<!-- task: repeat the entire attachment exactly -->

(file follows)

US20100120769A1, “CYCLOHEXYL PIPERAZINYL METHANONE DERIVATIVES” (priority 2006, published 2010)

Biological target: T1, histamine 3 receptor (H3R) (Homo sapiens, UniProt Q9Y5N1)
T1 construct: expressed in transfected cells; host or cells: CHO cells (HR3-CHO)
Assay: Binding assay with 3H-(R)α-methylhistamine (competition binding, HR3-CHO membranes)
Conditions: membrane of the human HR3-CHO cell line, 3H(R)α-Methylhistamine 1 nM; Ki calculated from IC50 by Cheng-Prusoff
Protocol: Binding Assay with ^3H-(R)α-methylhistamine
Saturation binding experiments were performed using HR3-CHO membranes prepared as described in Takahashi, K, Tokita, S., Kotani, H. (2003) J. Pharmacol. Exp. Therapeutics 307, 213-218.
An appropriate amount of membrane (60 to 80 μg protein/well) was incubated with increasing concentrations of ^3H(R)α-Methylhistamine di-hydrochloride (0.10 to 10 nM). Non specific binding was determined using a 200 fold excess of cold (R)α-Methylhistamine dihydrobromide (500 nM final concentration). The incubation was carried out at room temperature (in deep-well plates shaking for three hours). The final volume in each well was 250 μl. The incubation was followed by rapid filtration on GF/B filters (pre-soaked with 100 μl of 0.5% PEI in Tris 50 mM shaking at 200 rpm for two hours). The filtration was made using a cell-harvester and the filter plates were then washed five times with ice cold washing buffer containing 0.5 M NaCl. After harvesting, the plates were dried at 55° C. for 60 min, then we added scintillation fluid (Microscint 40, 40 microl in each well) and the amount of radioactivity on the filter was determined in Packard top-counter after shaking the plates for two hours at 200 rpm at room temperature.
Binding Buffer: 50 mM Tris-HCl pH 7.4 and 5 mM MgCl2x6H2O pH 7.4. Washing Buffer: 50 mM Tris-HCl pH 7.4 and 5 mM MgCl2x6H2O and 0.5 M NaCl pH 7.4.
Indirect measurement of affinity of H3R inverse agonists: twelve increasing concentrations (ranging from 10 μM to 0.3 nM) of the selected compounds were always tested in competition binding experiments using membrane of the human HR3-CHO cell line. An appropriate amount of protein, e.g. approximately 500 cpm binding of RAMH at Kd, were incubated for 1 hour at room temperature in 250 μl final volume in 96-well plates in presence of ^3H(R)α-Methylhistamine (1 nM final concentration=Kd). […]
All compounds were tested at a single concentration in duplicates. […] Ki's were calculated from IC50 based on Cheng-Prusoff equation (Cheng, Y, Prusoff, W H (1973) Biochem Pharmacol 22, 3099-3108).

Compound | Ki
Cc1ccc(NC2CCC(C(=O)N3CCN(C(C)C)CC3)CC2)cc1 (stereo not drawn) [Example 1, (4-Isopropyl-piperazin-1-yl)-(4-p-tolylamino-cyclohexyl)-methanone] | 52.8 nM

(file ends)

US20100120769A1, “CYCLOHEXYL PIPERAZINYL METHANONE DERIVATIVES” (priority 2006, published 2010)

Biological target: T1, histamine 3 receptor (H3R) (Homo sapiens, UniProt Q9Y5N1)
T1 construct: expressed in transfected cells; host or cells: CHO cells (HR3-CHO)
Assay: Binding assay with 3H-(R)α-methylhistamine (competition binding, HR3-CHO membranes)
Conditions: membrane of the human HR3-CHO cell line, 3H(R)α-Methylhistamine 1 nM; Ki calculated from IC50 by Cheng-Prusoff
Protocol: Binding Assay with ^3H-(R)α-methylhistamine
Saturation binding experiments were performed using HR3-CHO membranes prepared as described in Takahashi, K, Tokita, S., Kotani, H. (2003) J. Pharmacol. Exp. Therapeutics 307, 213-218.
An appropriate amount of membrane (60 to 80 μg protein/well) was incubated with increasing concentrations of ^3H(R)α-Methylhistamine di-hydrochloride (0.10 to 10 nM). Non specific binding was determined using a 200 fold excess of cold (R)α-Methylhistamine dihydrobromide (500 nM final concentration). The incubation was carried out at room temperature (in deep-well plates shaking for three hours). The final volume in each well was 250 μl. The incubation was followed by rapid filtration on GF/B filters (pre-soaked with 100 μl of 0.5% PEI in Tris 50 mM shaking at 200 rpm for two hours). The filtration was made using a cell-harvester and the filter plates were then washed five times with ice cold washing buffer containing 0.5 M NaCl. After harvesting, the plates were dried at 55° C. for 60 min, then we added scintillation fluid (Microscint 40, 40 microl in each well) and the amount of radioactivity on the filter was determined in Packard top-counter after shaking the plates for two hours at 200 rpm at room temperature.
Binding Buffer: 50 mM Tris-HCl pH 7.4 and 5 mM MgCl2x6H2O pH 7.4. Washing Buffer: 50 mM Tris-HCl pH 7.4 and 5 mM MgCl2x6H2O and 0.5 M NaCl pH 7.4.
Indirect measurement of affinity of H3R inverse agonists: twelve increasing concentrations (ranging from 10 μM to 0.3 nM) of the selected compounds were always tested in competition binding experiments using membrane of the human HR3-CHO cell line. An appropriate amount of protein, e.g. approximately 500 cpm binding of RAMH at Kd, were incubated for 1 hour at room temperature in 250 μl final volume in 96-well plates in presence of ^3H(R)α-Methylhistamine (1 nM final concentration=Kd). […]
All compounds were tested at a single concentration in duplicates. […] Ki's were calculated from IC50 based on Cheng-Prusoff equation (Cheng, Y, Prusoff, W H (1973) Biochem Pharmacol 22, 3099-3108).

Compound | Ki
Cc1ccc(NC2CCC(C(=O)N3CCN(C(C)C)CC3)CC2)cc1 (stereo not drawn) [Example 1, (4-Isopropyl-piperazin-1-yl)-(4-p-tolylamino-cyclohexyl)-methanone] | 52.8 nM